Examples? Accompanying a child and helping him or her to make good decisions does not necessarily make one an indulgent parent. Nor does making house rules that require one’s children to help set the table or have a schedule for practising the piano make one a tiger mom or an authoritarian father. Preventing a reckless son from climbing a 150-foot-high tree does not make one a helicopter parent. Allowing a seven-year-old daughter to play freely and without supervision in the backyard while we are doing something else does not make one an indulgent or negligent parent. Breastfeeding until the age of two, bringing one’s baby everywhere, and deciding not to send him or her to school before the age of six does not make one a paranoid or helicopter parent. Demanding that a son be honest, kind, and refrain from hitting his brothers does not make us cruel or dictatorial. And attending to crying babies or giving children encouragement when they are having difficulty or are the victim of bullying, is not being overprotective.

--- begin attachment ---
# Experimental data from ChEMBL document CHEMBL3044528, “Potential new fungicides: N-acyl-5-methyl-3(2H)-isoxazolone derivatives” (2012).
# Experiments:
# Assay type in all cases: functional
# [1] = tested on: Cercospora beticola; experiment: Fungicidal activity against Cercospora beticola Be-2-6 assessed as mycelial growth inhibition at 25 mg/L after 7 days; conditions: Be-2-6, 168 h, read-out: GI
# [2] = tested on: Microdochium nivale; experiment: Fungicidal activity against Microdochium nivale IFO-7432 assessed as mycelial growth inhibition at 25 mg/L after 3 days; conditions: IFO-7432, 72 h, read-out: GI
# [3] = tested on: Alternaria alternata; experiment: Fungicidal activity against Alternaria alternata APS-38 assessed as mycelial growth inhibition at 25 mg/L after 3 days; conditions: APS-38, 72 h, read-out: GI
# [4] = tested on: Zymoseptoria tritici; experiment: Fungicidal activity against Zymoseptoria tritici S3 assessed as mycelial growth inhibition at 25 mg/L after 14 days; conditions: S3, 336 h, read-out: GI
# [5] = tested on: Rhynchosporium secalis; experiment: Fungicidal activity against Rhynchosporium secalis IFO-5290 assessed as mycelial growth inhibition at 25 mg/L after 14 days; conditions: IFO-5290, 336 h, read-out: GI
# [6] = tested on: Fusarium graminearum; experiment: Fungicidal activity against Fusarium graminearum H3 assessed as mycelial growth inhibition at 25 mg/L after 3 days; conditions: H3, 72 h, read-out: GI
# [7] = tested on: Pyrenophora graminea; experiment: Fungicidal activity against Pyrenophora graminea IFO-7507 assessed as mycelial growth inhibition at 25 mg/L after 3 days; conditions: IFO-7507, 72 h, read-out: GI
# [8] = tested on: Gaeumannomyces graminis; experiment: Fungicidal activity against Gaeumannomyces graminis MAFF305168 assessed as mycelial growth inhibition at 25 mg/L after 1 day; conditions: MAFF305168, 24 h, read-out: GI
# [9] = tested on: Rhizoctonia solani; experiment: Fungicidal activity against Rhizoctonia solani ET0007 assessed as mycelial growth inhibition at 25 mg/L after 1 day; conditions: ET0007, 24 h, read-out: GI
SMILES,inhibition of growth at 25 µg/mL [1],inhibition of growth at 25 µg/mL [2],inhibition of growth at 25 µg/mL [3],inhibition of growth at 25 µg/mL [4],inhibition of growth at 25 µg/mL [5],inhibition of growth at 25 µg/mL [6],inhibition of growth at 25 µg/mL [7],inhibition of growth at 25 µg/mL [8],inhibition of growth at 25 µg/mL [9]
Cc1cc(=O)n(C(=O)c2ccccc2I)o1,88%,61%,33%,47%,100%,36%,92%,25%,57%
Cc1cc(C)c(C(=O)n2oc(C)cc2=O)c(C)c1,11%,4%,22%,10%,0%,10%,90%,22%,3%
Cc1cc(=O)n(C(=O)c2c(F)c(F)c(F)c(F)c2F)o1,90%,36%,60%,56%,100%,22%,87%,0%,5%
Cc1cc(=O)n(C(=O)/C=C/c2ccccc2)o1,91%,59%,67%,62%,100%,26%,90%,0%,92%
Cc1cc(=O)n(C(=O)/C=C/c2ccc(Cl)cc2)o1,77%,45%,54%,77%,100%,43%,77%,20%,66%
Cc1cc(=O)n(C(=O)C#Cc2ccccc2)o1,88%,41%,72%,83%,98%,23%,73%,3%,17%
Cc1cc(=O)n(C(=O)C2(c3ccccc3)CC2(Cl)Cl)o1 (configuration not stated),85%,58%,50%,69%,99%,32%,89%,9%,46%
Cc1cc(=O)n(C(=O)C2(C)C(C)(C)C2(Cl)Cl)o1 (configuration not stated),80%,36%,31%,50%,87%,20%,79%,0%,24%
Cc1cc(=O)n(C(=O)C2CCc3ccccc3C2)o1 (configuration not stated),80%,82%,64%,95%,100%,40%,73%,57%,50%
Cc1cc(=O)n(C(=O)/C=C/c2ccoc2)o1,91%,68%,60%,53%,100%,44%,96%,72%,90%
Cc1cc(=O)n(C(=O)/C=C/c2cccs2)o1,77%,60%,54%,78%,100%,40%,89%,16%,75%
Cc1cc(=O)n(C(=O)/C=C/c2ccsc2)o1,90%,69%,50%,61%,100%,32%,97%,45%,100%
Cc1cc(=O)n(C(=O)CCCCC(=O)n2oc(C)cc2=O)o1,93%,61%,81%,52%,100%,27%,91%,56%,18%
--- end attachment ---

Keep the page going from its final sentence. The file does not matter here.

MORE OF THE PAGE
Raising a child isn’t something mathematical. Life is too rich and complex for one to be pigeonholed into one or another category of parenting styles. It’s only logical that we will be a mix of all of them (and more), and that we will be engaged in a constant struggle to better ourselves, seeking the best for children for whom we would give our lives. No, no one said that raising our children was going to be easy, but neither did anyone tell us that we were going to suffer so much by blaming ourselves for everything that doesn’t turn out the way we planned. Oh, the guilt! In it lies the secret of the success of the “prepackaged advice industry.” Yes, there are people who are paid to write about exactly what we must do and must not so that our children obey, eat, and sleep perfectly. They sell it as the “definitive parenting manual,” as if parenting followed a fixed method that never takes into account the freedom of the child. Well, it doesn’t work that way. Bad news for tiger moms or authoritarian parents, or those who “know it all.” Just let them wait to see it come back to get them. Perfect parents don’t exist and if we are told that they do, we should be suspicious of them, because if they never make mistakes, they never correct themselves. They are then setting themselves up to have dangerously conceited children, which is a clear indication that the parents were not perfect in the first place. The perfect parenting manual doesn’t exist, and for this simple reason: the people who write these books do not know our children. It might seem obvious that knowing another person is a prerequisite for educating them, but in an increasingly digital educational model, we can no longer take this for granted. In reality, true education begins, on one hand, with the knowledge that a parent has of his or her children, and on the other, with that parental sensitivity that develops as a result of spending time with them. Bad news for the uninvolved parents.